† The term 'gain' is used with both antennae and amplifiers, but they mean different things.

    An antenna is a passive device. It cannot increase absolute signal, but it can confine its sensitivity to a particular pattern which has the effect of increasing its sensitivity in the pattern at the cost of sensitivity out of the pattern.

    That means, for example, that a 12 dBi antenna is not necessarily better than a 5 dBi antenna. The 12 dBi whip will reach further (typically to the horizon), but will pick up less as altitude increases. Terrestrial TV antennae are an example of this: even so-so ones can be 10-15 dBi, but they're intended to be so directional that they pick up only signals from the direction at which the antenna is pointed. Satellite dishes are even more pronounced: they can have gains of around 40+ dBi, but they are even more sensitive to alignment because their pattern is so tight.

    Amplifier gain is literally an increase in the absolute signal. Everything comes at a cost, though, and this time it's an increase in the noise. That's why you put the bandpass filter between the antenna and LNA so's to minimise the noise that is amplified and sent down the cable.

  7. #7
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    Hi,
    if i do localhost:8754
    and get:
    Flightradar24 Feeder/Decoder
    Linux/generic/static_arm/1.0.18-9
    Updated: 21:20:52 GMT+0300 (IDT)
    FR24 Link: Connected via UDP
    FR24 Radar Code: T-LLHA4
    Aircraft Tracked (ModeS & ADS-B): 0
    Aircraft Uploaded: N/A
    Receiver: dvbt, Connected
    MLAT running: NO

    I amuse that this is OK to start tracking?

  8. #8
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    That's the output from fr24feed and if that's running, then you're already connected and feeding.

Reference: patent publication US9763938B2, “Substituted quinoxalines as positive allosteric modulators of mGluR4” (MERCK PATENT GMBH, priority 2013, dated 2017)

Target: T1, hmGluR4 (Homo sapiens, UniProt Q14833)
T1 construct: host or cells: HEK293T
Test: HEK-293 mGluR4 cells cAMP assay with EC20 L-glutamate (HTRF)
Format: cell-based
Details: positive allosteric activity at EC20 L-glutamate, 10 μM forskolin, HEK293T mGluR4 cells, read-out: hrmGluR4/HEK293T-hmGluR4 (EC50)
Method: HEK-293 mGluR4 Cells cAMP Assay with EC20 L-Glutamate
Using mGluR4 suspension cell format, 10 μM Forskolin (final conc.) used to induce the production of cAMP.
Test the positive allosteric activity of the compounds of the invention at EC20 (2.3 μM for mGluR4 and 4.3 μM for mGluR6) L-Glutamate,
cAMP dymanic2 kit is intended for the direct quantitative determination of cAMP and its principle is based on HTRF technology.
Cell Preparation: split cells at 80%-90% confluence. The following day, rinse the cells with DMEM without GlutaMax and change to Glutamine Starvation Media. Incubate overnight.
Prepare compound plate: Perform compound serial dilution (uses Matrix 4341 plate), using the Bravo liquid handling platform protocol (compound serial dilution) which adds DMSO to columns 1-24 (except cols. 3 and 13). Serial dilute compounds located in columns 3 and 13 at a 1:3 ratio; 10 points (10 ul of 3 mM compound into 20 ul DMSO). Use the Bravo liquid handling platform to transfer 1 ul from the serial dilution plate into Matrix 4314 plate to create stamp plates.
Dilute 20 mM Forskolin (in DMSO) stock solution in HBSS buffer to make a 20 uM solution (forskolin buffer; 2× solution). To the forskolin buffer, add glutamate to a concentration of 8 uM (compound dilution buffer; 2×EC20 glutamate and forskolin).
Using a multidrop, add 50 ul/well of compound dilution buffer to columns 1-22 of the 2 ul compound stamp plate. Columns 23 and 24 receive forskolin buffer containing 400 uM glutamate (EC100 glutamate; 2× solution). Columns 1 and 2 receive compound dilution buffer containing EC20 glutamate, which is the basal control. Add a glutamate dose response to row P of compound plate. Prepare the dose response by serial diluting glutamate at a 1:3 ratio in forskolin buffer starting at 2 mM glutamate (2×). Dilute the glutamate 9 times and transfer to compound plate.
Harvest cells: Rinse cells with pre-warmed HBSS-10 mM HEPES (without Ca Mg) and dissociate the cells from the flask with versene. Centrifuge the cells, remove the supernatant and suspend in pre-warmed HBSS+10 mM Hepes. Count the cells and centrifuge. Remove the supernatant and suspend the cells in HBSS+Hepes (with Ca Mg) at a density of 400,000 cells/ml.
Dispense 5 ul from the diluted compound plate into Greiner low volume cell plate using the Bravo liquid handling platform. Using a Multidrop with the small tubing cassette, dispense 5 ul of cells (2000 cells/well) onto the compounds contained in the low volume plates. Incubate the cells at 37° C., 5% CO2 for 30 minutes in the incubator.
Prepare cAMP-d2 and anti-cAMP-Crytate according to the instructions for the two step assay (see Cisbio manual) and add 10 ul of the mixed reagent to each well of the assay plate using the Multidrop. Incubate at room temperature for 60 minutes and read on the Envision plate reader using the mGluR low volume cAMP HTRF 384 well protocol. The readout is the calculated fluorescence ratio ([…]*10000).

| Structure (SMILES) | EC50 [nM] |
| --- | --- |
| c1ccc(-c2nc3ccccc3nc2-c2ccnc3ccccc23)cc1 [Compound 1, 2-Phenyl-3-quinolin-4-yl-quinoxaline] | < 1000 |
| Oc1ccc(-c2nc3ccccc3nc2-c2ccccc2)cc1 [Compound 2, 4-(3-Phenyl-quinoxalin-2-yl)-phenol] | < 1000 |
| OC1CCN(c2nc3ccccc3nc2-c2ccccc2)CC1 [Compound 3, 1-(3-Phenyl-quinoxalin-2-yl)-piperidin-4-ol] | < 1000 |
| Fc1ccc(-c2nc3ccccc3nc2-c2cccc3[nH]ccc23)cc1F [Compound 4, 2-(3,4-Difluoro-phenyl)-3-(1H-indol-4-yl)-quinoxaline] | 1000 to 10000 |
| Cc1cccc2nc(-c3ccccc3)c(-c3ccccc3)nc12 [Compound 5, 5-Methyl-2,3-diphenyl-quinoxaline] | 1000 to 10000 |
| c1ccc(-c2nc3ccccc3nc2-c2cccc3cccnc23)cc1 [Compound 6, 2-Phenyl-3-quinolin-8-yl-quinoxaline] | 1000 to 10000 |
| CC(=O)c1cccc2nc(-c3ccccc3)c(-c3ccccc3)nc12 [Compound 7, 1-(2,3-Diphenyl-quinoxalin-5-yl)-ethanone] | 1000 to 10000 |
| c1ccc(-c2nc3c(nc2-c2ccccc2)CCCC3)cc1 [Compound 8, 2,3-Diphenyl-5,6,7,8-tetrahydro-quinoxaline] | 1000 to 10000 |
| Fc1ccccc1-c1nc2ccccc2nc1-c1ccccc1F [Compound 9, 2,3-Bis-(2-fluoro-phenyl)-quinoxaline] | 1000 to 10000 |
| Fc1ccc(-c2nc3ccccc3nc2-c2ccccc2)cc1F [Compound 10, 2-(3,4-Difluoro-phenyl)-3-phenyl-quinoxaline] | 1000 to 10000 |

Aircraft Tracked (ModeS & ADS-B): 0
    But that suggests that something is wrong with your antenna...

  9. #9
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    Quote Originally Posted by duvid View Post
    Hi,
    if i do localhost:8754
    and get:
    Flightradar24 Feeder/Decoder
    Linux/generic/static_arm/1.0.18-9
    Updated: 21:20:52 GMT+0300 (IDT)
    FR24 Link: Connected via UDP
    FR24 Radar Code: T-LLHA4
    Aircraft Tracked (ModeS & ADS-B): 0
    Aircraft Uploaded: N/A
    Receiver: dvbt, Connected
    MLAT running: NO

    I amuse that this is OK to start tracking?
    As above that is why I suggested something such as dump1090 or rtl1090 to confirm if that stick is capable.

    Chances are that USB stick does not have the right chipset available (without seeing it) or no range.

    You will need to do more testing with commands to see what is displayed on startup, not the config page

    sudo fr24feed service stop
    sudo fr24feed start
    and look for errors

    Or stop all and run
    rtl_test

    You need to see the right output, not errors as shown
    https://forum.flightradar24.com/thre...ll=1#post74834
    Posts not to be taken as official support representation - Just a helpful uploader who tinkers

  10. #10
    Flight attendant Strix technica's Avatar
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    Or, as a last resort, run rtl_tcp and use SDR# to see whether you can pick up commercial FM radio. if you can't do that much, you know that something is hosed.

    Also check that the USB device isn't locked by a kernel driver (look at lsusb and lsmod). Running any of the rtl_* commands (including rtl_test) will tell you if it can't attach to the device.